Boy Scouts reconsider ban on gay scouts
The Boy Scouts of America reaffirmed their ban on gay members and scout leaders last year. But now leaders of the organization are rethinking their position with formal action coming perhaps as early as next week. But some former scouts are questioning how changes will take place.
Boy Scouts of America leaders this week said they're reconsidering the group's ban of gay members and leaders.
Last year when the organization reaffirmed their ban, hundreds of scouts left the organizations and numerous companies withdrew their funding. In 2000, the Boy Scouts won a U.S. Supreme Court case affirming the group's right to ban gay members.
Scott Leadingham, a journalist and longtime Eagle Scout, says he's surprised by the organization's reversal, because they reaffirmed their ban only months ago.
"It seems that the pressures on them to change the policy have just become too large to ignore and I can't imagine that they'd want to go forward being on the wrong side of history," he said.
Eric Jones, a former Eagle Scout, says after he came out to his boss at the Boy Scout camp he'd been working at for years, he was asked to leave.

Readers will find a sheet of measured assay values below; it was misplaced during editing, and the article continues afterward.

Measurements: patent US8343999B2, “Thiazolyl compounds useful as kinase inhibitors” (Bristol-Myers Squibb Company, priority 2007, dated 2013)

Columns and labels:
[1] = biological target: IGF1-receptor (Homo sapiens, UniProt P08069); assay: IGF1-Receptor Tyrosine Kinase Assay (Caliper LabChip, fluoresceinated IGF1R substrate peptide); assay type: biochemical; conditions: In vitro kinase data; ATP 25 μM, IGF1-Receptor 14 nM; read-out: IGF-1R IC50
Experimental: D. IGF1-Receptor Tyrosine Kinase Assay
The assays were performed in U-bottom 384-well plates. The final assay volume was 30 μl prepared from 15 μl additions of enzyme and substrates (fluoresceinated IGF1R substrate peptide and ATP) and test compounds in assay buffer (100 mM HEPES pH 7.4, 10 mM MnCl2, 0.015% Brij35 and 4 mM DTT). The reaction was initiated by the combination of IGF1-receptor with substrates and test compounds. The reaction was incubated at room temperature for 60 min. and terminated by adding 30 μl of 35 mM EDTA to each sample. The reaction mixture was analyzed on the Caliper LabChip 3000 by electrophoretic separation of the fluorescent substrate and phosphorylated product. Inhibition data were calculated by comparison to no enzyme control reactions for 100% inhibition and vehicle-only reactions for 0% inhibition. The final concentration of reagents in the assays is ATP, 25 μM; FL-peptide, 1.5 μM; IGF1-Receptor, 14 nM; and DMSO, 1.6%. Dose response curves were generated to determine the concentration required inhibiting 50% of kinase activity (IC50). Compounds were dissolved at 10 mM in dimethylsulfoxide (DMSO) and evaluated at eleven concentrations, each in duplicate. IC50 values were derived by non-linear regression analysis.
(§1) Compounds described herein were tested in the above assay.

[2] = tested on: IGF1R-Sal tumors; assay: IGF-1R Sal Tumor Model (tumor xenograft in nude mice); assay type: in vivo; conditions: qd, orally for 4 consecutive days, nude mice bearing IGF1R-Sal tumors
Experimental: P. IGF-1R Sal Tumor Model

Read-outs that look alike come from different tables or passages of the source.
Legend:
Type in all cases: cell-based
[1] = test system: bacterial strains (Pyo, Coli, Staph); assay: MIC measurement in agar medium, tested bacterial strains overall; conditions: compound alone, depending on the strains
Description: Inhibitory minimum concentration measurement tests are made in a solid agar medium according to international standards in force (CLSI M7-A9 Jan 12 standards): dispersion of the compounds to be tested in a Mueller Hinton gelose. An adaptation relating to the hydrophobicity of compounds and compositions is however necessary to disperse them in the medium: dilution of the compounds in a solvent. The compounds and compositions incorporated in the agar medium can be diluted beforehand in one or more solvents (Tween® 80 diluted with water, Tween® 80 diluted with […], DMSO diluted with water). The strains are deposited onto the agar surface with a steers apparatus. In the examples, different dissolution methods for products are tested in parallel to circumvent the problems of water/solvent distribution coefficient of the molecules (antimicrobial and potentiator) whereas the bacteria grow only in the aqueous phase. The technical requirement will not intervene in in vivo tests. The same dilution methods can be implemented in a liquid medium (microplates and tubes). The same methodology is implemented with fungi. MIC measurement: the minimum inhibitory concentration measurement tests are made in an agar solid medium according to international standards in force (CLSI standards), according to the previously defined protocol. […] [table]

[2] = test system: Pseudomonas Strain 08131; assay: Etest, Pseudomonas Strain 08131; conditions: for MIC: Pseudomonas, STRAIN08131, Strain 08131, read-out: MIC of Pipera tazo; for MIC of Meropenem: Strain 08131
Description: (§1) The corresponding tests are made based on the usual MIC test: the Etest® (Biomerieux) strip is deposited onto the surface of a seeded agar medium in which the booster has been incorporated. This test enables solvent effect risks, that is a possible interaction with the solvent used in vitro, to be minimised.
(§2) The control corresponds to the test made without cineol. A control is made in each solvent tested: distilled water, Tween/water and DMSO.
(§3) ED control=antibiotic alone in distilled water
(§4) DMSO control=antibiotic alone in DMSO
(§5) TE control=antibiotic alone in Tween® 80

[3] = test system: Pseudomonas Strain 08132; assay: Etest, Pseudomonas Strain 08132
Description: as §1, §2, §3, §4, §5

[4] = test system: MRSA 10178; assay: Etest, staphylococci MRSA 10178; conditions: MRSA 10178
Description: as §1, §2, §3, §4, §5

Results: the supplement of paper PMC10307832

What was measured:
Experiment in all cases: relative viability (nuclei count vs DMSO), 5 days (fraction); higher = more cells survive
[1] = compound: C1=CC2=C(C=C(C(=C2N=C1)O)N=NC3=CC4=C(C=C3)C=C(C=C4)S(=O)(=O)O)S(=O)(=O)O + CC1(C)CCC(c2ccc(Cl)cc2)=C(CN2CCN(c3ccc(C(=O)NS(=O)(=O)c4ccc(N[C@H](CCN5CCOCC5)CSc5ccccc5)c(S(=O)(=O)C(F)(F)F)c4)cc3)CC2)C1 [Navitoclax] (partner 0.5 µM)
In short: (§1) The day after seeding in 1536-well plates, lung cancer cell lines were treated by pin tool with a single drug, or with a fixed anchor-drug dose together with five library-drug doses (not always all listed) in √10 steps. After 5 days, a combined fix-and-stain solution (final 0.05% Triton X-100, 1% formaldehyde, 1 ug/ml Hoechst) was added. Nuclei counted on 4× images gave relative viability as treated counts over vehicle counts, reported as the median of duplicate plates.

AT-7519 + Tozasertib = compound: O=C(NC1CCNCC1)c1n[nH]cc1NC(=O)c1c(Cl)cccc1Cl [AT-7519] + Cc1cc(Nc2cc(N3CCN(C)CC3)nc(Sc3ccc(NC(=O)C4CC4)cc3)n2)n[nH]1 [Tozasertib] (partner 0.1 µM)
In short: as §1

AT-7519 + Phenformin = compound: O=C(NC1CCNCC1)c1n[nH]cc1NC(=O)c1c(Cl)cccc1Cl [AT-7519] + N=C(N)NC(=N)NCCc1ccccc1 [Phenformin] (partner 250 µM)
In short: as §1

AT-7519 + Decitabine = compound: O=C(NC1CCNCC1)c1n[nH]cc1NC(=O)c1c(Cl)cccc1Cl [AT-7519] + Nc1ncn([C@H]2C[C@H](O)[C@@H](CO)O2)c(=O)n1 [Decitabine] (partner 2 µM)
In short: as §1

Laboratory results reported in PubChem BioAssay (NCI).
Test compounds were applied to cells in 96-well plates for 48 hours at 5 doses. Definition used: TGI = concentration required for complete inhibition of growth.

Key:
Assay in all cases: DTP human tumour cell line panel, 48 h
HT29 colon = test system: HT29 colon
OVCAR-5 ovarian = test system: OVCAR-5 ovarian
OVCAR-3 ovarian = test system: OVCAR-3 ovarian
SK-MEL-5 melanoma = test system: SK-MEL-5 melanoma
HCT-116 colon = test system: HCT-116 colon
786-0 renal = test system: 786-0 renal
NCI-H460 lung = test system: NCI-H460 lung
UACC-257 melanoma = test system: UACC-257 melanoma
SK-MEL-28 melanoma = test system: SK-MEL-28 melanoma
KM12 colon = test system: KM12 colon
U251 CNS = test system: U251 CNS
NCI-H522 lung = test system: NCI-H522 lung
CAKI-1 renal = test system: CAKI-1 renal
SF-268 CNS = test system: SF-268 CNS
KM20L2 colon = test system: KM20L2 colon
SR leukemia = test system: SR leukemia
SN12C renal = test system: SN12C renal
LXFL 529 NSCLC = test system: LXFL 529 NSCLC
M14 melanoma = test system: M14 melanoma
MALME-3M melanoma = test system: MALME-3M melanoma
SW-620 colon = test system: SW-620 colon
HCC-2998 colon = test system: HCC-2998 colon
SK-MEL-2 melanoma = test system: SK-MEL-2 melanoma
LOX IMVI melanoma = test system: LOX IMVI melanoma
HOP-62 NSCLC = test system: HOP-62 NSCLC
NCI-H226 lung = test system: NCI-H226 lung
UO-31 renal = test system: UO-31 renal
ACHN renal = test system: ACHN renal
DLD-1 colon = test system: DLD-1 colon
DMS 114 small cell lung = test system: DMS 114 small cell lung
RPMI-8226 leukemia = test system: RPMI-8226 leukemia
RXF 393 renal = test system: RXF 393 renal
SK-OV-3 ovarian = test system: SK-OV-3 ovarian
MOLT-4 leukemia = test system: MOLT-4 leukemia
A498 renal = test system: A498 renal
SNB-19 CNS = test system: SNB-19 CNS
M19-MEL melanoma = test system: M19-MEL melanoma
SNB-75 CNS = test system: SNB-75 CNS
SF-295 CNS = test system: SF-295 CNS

"It wasn't that I was doing a bad job or that I was in trouble for lying or anything like that, it was just my boss was tied up," he said. "He had to let me go because he has to follow the policy."
After he left the camp, Jones says his boss received a letter from the Boy Scouts asking that he be removed.
When you earn your Eagle Scout rank, you make a promise to always be involved in the organization, Jones said. If the Boy Scouts change their policy, it's going to improve the organization, he added.
The ban on gay members and scout leaders has hit the organization hard.
"The Boy Scouts are really struggling with what many organizations are struggling with, a lot of competing organizations and tugs on the lives of individuals who won't allow them to be in scouts for any number of reasons," Leadingham said.
The organization lost a lot of funding over the last decade, typically from large sponsors of local troops, Leadingham said. Modernizing the organization, he added, could help them with funding.
"When (the United Way) pulled back, those local councils of the boy scouts were faced with a large deficit in fundraising," he said.
Now, there's pressure for the Boy Scouts to reconsider their current policy because local councils are losing their ability to fundraise. But religious organizations — specifically the Mormon church — make up a majority of Boy Scout sponsors. And they're not eager to see the policy changed.
"In 2000, the case that was being reaffirmed at the Supreme Court, the Mormon church was advocating that it be left in place or they could pull out their support for the boy scouts," he said.
If the organization does remove their ban on gay members and scout leaders, Leadingham says, the proposed policy will most likely be left up to the discretion of local organizations.
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